After you choose your visual editor, it’s as simple as drafting the copy you want to use for your Story and finding - or creating - the perfect images and videos that will complement your content. Don’t forget that it’s a story and all stories have a beginning, middle and end. It’s important to take the user on a journey to make their experience more fulfilling and provide them with a new and original outlook on whatever query they typed into the search bar.

It is important to consider the search intent of the user while writing your copy. Some might be looking to make a transaction which can be highlighted in a Story about a certain product your business sells. For example, Samsung could do a Story on the features of one of their mobile phones. Others might simply be looking for information on a certain topic or investigating options for a holiday. Your Story will work best if it is supporting the user’s journey and adding another dimension of usefulness to their search.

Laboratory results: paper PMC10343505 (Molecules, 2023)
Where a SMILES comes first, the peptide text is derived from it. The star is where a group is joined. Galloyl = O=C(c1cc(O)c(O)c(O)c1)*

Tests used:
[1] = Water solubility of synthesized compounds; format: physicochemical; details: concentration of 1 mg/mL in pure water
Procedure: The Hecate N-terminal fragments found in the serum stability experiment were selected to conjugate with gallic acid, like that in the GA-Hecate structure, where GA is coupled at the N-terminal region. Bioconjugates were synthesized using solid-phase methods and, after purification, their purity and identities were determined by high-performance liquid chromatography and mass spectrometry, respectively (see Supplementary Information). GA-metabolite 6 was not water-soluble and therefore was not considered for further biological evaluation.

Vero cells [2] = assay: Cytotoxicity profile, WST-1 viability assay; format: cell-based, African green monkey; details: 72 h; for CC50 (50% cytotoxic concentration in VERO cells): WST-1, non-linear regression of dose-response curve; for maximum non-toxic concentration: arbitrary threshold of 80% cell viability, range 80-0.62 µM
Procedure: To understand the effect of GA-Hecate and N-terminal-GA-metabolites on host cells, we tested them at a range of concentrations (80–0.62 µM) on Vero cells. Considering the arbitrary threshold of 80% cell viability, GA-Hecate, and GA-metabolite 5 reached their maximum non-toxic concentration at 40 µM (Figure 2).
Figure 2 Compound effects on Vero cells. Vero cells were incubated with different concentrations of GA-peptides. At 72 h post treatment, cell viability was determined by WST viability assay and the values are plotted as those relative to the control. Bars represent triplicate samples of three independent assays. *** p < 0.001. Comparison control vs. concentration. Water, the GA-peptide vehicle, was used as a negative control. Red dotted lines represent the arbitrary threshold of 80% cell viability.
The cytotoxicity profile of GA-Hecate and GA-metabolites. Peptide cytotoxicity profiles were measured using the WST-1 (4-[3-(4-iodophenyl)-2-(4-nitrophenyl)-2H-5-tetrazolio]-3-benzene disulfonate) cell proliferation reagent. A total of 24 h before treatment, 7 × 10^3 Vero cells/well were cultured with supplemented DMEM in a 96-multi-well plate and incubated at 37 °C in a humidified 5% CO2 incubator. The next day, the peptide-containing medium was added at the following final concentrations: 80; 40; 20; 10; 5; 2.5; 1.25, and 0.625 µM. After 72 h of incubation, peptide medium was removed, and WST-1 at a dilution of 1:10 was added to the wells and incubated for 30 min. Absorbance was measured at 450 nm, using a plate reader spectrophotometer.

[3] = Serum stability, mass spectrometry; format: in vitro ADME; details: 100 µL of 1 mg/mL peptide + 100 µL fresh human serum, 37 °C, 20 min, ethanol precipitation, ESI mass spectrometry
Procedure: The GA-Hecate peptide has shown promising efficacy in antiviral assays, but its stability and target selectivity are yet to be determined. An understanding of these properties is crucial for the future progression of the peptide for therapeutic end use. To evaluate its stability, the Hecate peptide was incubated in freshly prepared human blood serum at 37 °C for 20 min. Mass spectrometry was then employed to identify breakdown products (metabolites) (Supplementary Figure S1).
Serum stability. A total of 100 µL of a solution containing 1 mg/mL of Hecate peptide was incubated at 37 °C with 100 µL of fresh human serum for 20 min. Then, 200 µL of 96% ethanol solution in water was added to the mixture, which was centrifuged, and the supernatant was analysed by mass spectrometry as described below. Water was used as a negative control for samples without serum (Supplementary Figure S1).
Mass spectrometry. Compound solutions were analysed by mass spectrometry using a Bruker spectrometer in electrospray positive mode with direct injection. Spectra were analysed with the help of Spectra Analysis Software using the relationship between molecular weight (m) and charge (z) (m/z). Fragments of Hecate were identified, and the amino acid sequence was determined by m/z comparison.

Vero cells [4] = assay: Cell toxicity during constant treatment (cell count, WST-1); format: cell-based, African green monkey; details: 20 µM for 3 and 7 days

When choosing images and videos for your Story, make sure they are formatted for a portrait mode and fit in a vertical screen like on a mobile phone. You don’t want to be missing half the picture in the final product. Correct formatting will go a long way to making your content appealing to users, helping it to look professional and attractive.

After that, it’s as easy as reviewing the content and hitting publish!

Search Intent in Context

Optimising Your Google Web Story

To ensure you have the perfect Web Story, it is important to make sure it is optimised for the Google search result page to help it achieve its maximum effect.